Mental diseases (1 of 3)

It is folly simply to use the expression “mental disease”; the spirit is always healthy, and cannot fall sick in the true sense of the term. To talk of mental diseases is sheer nonsense. What happens is that the spirit’s power of expression is disturbed by the bodily organism, as distinct from a disease of the spirit or the soul itself. The manifestations in question are symptoms, and symptoms only.

Now one must sharpen one’s eye for the concrete separate symptoms. Perhaps you will be in a position to see the primary tendency or disposition, and then the further development of, for example, a religious mania: — of course the technical terms here are none of them precise. There is great confusion of terminology in this field, but let us for the moment use an accepted term. As I have said, these manifestations are only symptoms. But let us assume that this condition develops — we must be able to form some picture of how it develops. And, having found this picture, we shall require to keep a sharp look-out for any abnormalities in the formative process of the lung of those individuals who display this symptom of “religious mania.” Note; not anomalies in the process of breathing but in the process of lung formation, in the pulmonary metabolism.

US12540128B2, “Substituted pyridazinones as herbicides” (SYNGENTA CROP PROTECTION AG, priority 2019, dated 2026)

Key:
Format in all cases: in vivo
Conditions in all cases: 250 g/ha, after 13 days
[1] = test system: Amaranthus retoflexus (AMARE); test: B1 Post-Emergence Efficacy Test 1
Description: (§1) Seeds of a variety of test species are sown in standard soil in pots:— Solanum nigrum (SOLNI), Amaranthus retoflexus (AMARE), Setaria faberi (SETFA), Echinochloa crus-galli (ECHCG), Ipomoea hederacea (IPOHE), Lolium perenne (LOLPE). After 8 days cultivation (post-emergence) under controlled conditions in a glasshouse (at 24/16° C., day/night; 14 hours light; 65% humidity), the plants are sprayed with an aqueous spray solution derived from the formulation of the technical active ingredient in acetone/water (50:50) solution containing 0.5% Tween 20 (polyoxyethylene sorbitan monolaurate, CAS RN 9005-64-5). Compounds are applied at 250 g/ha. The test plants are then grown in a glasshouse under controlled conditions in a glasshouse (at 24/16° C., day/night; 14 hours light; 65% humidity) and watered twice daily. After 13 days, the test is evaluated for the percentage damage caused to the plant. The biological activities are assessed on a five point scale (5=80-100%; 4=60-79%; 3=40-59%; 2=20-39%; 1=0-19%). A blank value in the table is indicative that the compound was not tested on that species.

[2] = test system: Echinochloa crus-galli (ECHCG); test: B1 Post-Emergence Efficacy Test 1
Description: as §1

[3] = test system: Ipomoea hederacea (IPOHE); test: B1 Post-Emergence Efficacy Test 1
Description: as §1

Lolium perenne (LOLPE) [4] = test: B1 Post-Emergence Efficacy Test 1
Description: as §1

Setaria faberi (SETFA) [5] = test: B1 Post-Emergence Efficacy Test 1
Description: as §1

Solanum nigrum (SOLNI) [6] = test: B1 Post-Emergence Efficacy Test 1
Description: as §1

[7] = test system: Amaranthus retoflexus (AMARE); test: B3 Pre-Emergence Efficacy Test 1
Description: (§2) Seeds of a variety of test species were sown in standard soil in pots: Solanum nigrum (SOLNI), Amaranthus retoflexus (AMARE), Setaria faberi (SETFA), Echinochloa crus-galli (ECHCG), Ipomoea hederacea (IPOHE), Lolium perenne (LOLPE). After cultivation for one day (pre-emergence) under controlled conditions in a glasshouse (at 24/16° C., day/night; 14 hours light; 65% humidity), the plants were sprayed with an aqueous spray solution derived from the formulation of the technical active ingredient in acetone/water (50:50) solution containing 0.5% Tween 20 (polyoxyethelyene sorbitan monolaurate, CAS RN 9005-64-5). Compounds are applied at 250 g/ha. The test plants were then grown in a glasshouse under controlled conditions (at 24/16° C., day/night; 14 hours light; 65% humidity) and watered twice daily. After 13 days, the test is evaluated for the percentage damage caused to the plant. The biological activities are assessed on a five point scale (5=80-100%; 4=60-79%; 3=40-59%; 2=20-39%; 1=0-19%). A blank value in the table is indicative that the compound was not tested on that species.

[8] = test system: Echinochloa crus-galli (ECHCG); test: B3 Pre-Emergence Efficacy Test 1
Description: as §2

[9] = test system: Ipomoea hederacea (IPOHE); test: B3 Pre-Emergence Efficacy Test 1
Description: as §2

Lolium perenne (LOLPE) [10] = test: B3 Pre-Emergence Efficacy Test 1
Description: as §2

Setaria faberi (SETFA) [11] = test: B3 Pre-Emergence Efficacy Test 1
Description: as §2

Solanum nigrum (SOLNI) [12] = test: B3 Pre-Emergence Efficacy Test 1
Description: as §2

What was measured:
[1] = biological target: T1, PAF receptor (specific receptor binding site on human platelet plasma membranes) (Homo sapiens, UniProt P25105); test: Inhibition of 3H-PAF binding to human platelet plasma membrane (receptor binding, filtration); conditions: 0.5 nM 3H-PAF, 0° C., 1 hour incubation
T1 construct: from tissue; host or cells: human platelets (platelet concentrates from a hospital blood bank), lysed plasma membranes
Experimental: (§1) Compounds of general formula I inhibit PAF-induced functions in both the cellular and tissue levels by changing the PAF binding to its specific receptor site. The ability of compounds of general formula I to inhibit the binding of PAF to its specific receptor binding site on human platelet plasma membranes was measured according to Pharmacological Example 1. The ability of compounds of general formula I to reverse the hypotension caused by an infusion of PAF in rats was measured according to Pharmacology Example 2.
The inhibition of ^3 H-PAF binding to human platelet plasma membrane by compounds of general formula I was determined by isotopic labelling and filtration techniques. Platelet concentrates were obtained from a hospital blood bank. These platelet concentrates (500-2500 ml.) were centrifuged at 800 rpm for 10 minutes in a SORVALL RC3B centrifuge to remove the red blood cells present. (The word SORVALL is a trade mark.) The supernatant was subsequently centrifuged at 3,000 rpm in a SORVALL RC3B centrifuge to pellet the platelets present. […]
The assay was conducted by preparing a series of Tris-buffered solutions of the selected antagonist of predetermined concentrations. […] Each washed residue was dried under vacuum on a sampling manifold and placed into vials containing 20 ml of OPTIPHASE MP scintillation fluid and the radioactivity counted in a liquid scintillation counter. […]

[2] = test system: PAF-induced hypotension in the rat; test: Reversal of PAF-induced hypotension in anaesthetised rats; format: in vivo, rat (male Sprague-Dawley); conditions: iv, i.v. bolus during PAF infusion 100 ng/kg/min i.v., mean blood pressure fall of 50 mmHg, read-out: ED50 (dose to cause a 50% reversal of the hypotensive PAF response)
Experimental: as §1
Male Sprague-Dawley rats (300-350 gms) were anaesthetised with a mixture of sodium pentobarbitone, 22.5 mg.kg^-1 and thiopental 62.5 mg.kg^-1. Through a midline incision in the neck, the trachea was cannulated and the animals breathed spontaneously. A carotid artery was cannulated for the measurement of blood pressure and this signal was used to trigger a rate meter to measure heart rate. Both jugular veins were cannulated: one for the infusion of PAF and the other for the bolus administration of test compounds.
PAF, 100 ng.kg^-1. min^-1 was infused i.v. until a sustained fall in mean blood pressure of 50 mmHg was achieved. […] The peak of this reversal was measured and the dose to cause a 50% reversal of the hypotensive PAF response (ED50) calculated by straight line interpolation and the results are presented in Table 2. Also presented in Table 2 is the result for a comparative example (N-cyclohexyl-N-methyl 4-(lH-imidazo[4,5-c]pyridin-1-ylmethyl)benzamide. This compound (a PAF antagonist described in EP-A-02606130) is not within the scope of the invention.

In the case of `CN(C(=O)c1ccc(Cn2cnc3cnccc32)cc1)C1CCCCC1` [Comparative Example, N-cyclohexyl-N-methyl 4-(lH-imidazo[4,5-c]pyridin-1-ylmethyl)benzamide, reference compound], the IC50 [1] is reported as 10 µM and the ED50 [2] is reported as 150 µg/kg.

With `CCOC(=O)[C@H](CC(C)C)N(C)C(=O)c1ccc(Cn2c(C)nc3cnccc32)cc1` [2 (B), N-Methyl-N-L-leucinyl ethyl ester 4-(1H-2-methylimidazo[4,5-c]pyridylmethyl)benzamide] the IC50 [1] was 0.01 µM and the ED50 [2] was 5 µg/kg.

For even the current term “brain disease” is not wholly correct; “mental disease” is a wholly false and misleading term, and “brain disease” at least half mistaken; for all phenomena of cerebral degeneration are secondary. The primary elements are never manifested in the upper organic sphere, always in the lower. The primary factors always lie in the organs belonging to the four main groups or systems, the liver, kidneys, heart and lung systems. In the case of an individual inclined to those forms of insanity in which all interest in the external world and active life dies out, and man begins to brood and follows delusions, it is before all things necessary to obtain precise knowledge of the pulmonary process. This is extremely important.

To be continued

Source: Rudolf Steiner – GA 312 – Spiritual Science and Medicine: Lecture XIII – Dornach, 2nd April, 1920


What is it that is not well in a mentally ill person?